"C'mon, ya pansy. I though Boston College kids were tougher than that!" Some seventy year old man, probably a Boston University graduate, carrying an American flag ran by, looking as spry as ever. No turning back now. I sacked up and gave chase, the cool water from the towel dripping down my back and granting new life.
Once more into the fray.
Marathon Monday means everything to people in Boston, and Boston College is no exception. BC gets flack for "not really being in Boston", but no one can deny the impact and importance BC holds during the marathon. It's an all-day inebriation celebration and our campus is charged with supporting the runners at their most difficult point. Eagles line the course from Centre Street and Commonwealth Avenue, all the way up Heartbreak Hill and to the top at Mile 21, and through mile 22 and the turn into the final stretch.
It's a tunnel of excitement that can grant second winds- and third and fourth winds- to those struggling to reach the finish. Friends line both sides of the road and shout slurred encouragement to their friends and strangers alike. I spent three years on the side line, screaming "CANADA! CANADA! CANADA!" to those proud foreigners from up north who wore their national flag with pride. I screamed until my voice was hoarse and then I screamed some more. This year, I wish more than anything that I could be back on that campus, back on that sideline.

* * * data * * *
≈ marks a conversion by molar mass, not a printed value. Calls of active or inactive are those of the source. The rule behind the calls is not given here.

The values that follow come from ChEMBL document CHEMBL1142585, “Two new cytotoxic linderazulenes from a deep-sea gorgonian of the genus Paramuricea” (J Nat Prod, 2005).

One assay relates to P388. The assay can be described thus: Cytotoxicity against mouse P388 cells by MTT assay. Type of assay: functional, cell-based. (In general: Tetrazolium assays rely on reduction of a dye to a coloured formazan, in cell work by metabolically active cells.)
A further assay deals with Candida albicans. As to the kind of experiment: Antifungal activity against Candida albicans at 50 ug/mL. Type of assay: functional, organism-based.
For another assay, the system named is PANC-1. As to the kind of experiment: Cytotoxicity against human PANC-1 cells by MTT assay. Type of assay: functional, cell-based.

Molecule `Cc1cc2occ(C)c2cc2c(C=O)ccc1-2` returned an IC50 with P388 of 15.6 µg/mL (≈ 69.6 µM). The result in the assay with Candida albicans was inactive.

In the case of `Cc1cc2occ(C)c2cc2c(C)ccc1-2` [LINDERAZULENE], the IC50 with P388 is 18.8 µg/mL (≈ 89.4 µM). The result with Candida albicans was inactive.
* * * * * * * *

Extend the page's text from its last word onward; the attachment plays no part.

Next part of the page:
Boston College prides itself on being "Men and Women for others" and damn it if they didn't do everyone proud. Senior (and insufferable Bills fan and Buffalo Rumblings reader) Alexander Hoffarth and hundreds of other members of the Boston College community spent all day and night caring for lost runners in St. Ignatius Church. "BC EMS and BC Dining Services did incredible work, and I saw countless examples of BC students stopping by and offering to buy food for the runners and volunteers, or just comfort them," He said. "It was absolutely incredible."
Hoffarth is just one member of the Boston College community, but he heads a leadership program on campus that is organizing an event called "The Last 5." Thousands of people were unable to reach the finish line due to the disaster and this upcoming Friday, Boston College is inviting everyone back in an act of solidarity to walk the remaining five miles- and there are already six thousand people signed up to attend.
"We will walk to show that we decide when our marathon ends." And so they will.
Danny and I found a consistent 9:30 pace after I was able to collect myself and refocus on the race. We had clearly gone out to quickly- our first miles were tacked at 7:30 due to the excitement, the next few were in the double digits- but once you find your groove in distance running, you can start to get comfortable and can continue to push yourself. While I wouldn't say that I could ever have gotten comfortable in that heat, I was able to be consistent and that's the important part.